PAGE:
Corrugated Fiberboard Packaging

An easy reference for the many corrugated materials that are most frequently used

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    Definition and Types of Corrugated Fiberboard Packaging

    Corrugated Fiberboard: What Is It?

    The liner and the medium are the two primary components of corrugated fiberboard, sometimes known as “combined board.” Both are constructed from containerboard, a unique and hefty type of paper. The flat layer that adheres to the medium is called linerboard, and it is normally on the board’s exterior surfaces but may also be present inside some constructions. The paper that is cut into arches or flutes and sandwiched between the linerboard facings is referred to as the medium.

    The phrase “cardboard” is frequently used to refer to corrugated fiberboard, however, the term refers to any thick paperboard, corrugated or not.

    Even though corrugated is a material that is used so frequently, it is still necessary to grasp its composition and the variety of alternatives it may provide to reap its benefits.

    Types of Corrugated Fiberboard

    Every piece of corrugated fiberboard has at least one liner and a layer of corrugated fluting. To make various varieties, different layers of fluting and liners can be used. The most typical varieties of corrugated board used in transportation and packing are as follows:

    Corrugated Fiberboard

    1. Single Face Board

    Although it is very inexpensive to make and can add a layer of protection to already packed products, this form of corrugated packaging material is less durable than other corrugated packaging materials.


    Single Face Board

    2. Single Wall Board

    The most popular corrugated cardboard variety is single wall board. Most frequently, when someone mentions corrugated cardboard, they are referring to this kind. It has two outer liners, and a center layer of corrugated medium, and two outer liners.


    Single Wall Board

    3. Double Wall Board

    Double wall board is very durable since it contains three liners and two layers of corrugated fluting.  To create a box that can hold heavier and larger things, the double wall design adds a second layer of fluting.


    Double wall

    4. Triple Wall Board

    Use triple wall board instead of wooden crates since it is more durable. This corrugated cardboard’s three layers of fluting make it a dependable option for delivering hazardous materials or things that require particular handling.


    Triple Wall

    Corrugated Flute Sizes

    The letters A, B, C, E, or F are used to denote various corrugated box types. 80% of boards and boxes have C flute corrugation, which is the most common type of flute corrugation. The order in which the flutes were created is represented by their alphabetical designations rather than the dimensions of corrugated boxes. Fluting is the term for the waves, and each wave represents a flute. When viewed from the side, every corrugated packaging material will have a wavy appearance. The arches form strong columns that can carry a lot of weight when a combination board is turned on its end. The flutes maintain the linerboard sheets apart, increasing the board’s bending rigidity. The area between the flutes serves as a cushion to safeguard the container’s contents when pressure is applied to the board’s side. Additionally acting as an insulator, the flutes help insulate the goods from unexpected temperature swings. The vertical linerboard also gives the structure more strength and shields the flutes from harm.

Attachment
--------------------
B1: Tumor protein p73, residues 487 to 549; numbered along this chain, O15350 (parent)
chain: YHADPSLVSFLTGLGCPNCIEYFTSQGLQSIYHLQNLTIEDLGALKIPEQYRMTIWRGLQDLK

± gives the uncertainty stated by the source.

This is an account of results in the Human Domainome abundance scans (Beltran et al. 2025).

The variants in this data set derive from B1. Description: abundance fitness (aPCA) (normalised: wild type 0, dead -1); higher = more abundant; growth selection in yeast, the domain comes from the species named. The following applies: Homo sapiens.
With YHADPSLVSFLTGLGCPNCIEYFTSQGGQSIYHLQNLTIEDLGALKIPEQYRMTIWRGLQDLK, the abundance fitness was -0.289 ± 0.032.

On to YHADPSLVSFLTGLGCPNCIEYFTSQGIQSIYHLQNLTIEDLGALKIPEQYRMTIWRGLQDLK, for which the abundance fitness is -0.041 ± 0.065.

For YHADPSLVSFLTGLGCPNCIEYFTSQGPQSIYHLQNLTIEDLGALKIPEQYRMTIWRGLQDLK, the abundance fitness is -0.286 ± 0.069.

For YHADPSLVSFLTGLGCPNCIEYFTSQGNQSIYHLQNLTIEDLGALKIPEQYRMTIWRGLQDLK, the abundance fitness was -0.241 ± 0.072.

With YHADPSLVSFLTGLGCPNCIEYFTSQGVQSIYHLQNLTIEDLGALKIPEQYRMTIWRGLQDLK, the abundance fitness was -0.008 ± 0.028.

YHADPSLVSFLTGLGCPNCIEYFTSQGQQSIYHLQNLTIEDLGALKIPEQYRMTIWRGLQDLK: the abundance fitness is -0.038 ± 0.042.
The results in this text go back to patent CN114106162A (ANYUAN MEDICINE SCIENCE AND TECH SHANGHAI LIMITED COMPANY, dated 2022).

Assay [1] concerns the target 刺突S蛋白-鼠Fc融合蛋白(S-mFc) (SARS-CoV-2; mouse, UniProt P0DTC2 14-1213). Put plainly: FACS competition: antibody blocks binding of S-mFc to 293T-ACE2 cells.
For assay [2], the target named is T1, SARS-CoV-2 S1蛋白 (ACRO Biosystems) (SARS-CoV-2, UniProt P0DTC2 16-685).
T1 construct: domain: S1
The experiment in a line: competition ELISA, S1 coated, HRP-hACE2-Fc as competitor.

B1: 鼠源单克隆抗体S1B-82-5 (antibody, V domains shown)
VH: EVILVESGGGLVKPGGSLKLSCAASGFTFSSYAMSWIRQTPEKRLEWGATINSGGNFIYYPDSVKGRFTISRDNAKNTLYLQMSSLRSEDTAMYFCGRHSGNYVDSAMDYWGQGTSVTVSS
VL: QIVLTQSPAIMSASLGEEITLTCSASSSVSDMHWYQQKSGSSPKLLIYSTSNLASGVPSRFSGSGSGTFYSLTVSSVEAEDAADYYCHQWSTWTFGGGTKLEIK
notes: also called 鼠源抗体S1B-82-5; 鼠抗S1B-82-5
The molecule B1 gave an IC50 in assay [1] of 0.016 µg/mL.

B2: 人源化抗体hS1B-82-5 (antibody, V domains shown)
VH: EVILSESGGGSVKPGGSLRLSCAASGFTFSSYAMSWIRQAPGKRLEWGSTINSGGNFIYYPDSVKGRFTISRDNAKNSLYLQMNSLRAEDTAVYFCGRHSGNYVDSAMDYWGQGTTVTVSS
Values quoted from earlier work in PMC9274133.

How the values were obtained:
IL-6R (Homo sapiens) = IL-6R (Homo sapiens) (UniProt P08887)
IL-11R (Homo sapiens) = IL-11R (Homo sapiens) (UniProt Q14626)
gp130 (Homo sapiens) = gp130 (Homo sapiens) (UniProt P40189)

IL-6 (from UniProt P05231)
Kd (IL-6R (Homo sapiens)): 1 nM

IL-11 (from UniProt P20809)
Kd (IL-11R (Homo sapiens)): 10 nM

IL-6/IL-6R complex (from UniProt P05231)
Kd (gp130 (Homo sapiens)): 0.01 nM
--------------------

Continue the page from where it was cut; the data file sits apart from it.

Sizes of Flutes

    A Flute

    A Flute Cardboard

    Cardboard of Type A provides good compression, cushioning, and stacking strength. It is frequently used for structural strength and is excellent for packaging delicate objects. Used for double wall applications and heavy corrugated cushioning, the original form of the flute has 36 flutes per foot.

    B Flute Cardboard

    Cardboard of Type B is a wonderful printing surface and has high crush and puncture resistance. Commonly used for inner package elements like pads and partitions is this cardboard. contains 49 flutes per foot, the second-highest arch size, and is stackable and crush resistant.

    C Flute

    C Flute Cardboard

    A cardboard of type C works well as a printing surface. Additionally, it offers resistance to crushing and possesses compression qualities. It is most frequently used to secure glass, furniture, food, and other items as well as shipping boxes. The flute that is most frequently used for cushioning, stacking, and printing purposes has 41 flutes per foot.

    E Flute Cardboard

    The thin design of Type E cardboard aids in requiring less storage space. It offers a remarkable printing surface and high crush resistance. Displays, pizza boxes, ballot boxes, and the packaging of consumer items including glass, ceramics, and cosmetics are all frequent uses for it. The second common flute has 90 flutes per foot and is environmentally beneficial.

    E Flute
    F Flute

    F Flute Cardboard

    The printing surface of Type F cardboard is exceptional, and it offers good crush resistance. Due to their thin construction, the boxes can be stiffer while using less fiber. It is frequently utilized in the packaging of consumer items including shoes, jewelry, and cosmetics as well as fast food clamshell containers. 128 flutes per foot, smaller, tighter, and environmentally beneficial.

    Corrugation: What Does It Mean?

    Corrugation is the process of stacking paper to form a structure robust enough for secure shipping and handling in cardboard packaging. To create columns of air between the outer layers, a central layer of paper is heated and bent into a “wavy” shape. This results in a “flute.” The shape of the box is then formed by combining all three levels.

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